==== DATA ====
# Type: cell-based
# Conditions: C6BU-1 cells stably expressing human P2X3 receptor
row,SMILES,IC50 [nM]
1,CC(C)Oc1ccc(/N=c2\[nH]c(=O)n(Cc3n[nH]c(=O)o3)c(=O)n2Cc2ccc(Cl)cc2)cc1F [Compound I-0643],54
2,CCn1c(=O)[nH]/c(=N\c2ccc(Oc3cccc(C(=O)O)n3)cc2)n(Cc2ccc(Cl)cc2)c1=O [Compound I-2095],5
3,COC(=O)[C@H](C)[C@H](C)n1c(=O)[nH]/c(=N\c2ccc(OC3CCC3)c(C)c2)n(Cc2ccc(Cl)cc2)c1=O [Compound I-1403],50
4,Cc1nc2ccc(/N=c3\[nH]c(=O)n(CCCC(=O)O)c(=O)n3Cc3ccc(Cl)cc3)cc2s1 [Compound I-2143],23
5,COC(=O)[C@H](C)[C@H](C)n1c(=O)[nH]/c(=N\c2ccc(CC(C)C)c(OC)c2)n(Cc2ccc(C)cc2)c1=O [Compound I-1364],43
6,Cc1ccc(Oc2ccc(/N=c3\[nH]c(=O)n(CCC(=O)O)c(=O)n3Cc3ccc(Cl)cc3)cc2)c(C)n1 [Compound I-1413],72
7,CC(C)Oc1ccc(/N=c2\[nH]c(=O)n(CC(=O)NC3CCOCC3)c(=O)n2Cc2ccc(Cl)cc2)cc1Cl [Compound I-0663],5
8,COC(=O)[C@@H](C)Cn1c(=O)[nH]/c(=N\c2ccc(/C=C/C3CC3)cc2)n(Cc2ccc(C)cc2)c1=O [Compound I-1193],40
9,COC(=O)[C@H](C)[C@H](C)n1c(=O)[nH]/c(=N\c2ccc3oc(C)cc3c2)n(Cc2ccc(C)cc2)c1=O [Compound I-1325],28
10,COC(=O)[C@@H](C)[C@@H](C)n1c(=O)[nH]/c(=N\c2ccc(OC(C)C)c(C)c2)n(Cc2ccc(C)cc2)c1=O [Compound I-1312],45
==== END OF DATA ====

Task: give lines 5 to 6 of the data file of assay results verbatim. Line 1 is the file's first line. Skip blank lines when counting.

2,CCn1c(=O)[nH]/c(=N\c2ccc(Oc3cccc(C(=O)O)n3)cc2)n(Cc2ccc(Cl)cc2)c1=O [Compound I-2095],5
3,COC(=O)[C@H](C)[C@H](C)n1c(=O)[nH]/c(=N\c2ccc(OC3CCC3)c(C)c2)n(Cc2ccc(Cl)cc2)c1=O [Compound I-1403],50